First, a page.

| Rahul Gandhi at the conference in New Delhi. (PTI)
New Delhi, Jan. 29: Like the hallucination in Lage Raho Munnabhai, he shimmered into view every now and then as a ready reckoner for the flesh-and-blood lead actors.
But although the Mahatma served in part to re-strap the Congress to its “sarvodaya, satyagraha and ahimsa” legacy, his prime value lay elsewhere at the satyagraha conference. He today provided two other Gandhis, Sonia and Rahul, their first big chance to connect with an international audience.
Railway minister Lalu Prasad made the point with typical pithiness: “Sonia is not just the leader of India, she is a world leader.”
As 296 delegates from 74 countries converged at Vigyan Bhavan, it was clear the jamboree was meant to toast the country’s first political family.
First, the event bore the Congress stamp with Sonia at the helm. Second, her son and heir apparent was part of an official team that included his political peers and juniors, such as Ajay Maken, Jitin Prasada and Tushar Gandhi, the Mahatma’s grandson.
Rahul avoided the podium and sat with the rest of the team, next to delegation head Margaret Alva. But he is to speak at a session on nuclear disarmament and non-violence tomorrow.
Everyone who was someone made it a point to shake hands with Rahul and mention Sonia and every other member of the family in their speeches. Sonia, too, spoke of her late husband. Sources said Rahul had met some of the world dignitaries one-to-one.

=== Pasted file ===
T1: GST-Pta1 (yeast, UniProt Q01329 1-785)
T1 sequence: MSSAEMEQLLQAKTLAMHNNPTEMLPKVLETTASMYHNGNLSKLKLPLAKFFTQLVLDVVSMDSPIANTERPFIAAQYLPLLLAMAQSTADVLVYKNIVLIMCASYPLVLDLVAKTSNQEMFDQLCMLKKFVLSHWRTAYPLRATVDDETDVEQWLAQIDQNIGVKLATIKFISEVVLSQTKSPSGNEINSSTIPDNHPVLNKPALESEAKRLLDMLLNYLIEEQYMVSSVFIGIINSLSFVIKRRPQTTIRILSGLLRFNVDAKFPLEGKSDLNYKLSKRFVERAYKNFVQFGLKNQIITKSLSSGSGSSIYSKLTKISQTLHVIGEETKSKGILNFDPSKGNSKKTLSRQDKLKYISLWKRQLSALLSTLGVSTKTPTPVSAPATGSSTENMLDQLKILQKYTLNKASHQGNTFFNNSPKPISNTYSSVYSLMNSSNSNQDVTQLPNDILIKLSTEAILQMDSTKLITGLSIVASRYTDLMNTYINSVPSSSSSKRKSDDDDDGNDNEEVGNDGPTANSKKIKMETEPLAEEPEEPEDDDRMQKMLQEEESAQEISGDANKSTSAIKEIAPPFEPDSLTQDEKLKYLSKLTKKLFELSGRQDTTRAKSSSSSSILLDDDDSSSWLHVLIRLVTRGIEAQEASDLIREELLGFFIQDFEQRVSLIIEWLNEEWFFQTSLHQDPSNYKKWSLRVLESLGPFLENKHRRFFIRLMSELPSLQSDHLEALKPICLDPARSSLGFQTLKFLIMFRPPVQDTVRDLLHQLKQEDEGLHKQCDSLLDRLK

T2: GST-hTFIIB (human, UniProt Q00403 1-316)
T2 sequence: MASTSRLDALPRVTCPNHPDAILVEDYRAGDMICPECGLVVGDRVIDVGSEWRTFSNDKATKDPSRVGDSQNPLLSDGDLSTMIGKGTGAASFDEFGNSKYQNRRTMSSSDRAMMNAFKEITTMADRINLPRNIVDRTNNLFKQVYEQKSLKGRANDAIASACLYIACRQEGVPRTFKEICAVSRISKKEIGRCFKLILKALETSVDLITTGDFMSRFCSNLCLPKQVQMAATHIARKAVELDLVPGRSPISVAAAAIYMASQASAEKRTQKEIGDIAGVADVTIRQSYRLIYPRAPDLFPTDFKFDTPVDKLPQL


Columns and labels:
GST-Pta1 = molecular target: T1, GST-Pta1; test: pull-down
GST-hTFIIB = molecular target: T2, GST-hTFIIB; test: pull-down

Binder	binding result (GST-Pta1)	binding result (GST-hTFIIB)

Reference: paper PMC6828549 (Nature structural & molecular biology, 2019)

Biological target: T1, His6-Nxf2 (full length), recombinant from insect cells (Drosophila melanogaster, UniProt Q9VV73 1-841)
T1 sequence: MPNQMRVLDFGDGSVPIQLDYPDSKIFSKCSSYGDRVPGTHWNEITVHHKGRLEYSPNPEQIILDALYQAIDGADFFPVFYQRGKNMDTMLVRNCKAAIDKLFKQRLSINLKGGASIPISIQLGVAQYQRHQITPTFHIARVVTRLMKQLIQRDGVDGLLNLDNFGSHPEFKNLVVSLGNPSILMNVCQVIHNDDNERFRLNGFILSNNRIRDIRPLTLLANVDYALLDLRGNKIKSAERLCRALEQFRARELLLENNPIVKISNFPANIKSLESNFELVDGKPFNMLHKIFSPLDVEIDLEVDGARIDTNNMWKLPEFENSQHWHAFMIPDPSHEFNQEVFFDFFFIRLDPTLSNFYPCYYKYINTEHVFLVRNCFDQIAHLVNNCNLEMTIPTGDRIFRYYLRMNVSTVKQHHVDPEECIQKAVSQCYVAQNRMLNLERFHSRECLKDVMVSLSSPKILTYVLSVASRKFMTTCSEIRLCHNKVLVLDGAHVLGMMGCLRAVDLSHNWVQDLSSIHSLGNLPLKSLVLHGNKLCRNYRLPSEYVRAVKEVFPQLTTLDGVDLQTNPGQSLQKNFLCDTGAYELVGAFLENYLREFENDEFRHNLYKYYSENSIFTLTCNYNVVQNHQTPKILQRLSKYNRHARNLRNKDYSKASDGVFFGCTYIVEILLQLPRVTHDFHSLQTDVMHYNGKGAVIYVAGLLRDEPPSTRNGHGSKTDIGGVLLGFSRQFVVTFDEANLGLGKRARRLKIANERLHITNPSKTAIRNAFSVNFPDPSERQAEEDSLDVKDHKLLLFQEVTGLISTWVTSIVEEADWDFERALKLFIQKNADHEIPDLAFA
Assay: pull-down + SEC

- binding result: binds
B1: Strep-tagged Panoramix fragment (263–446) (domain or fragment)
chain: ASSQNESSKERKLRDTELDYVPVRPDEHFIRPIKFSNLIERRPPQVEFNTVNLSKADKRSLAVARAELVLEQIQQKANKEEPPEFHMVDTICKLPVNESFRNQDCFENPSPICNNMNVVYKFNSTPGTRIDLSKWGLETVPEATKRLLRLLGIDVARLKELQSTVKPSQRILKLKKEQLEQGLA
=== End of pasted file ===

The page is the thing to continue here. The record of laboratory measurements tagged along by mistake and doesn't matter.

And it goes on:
Sonia, speaking of nuclear weapons, recalled that in October 1988, Rajiv Gandhi had offered a blueprint for comprehensive and universal nuclear disarmament at the UN.
“Just a few days ago, four influential Americans who held very different views whilst in office, including Henry Kissinger and George Shultz, have drawn attention to his impassioned plea and called for urgent action.”
On the Mahatma, she said: “The challenge for us now is to find creative inspiration from Gandhian ways to evolve a satyagraha appropriate to our times…. The task before us is how we, individually and collectively, launch an organised, disciplined mass movement for peace, non-violence and empowerment.”
Others dusted the Mahatma’s ideas on poverty, inequity, war, terrorism and religious and ethnic intolerance.
But the Left was red-faced, thanks to Lech Walesa. The former Poland President darted barbs at communists though he made a small concession: “When I say communism, I have the Soviet communists in mind. There are variants of communism here and there that can be tolerated.”
CPM boss Prakash Karat, seated in the first row, had a smirk on his face. DMK minister Dayanidhi Maran gently patted the hand of his neighbour, D. Raja, as the CPI leader squirmed in his chair.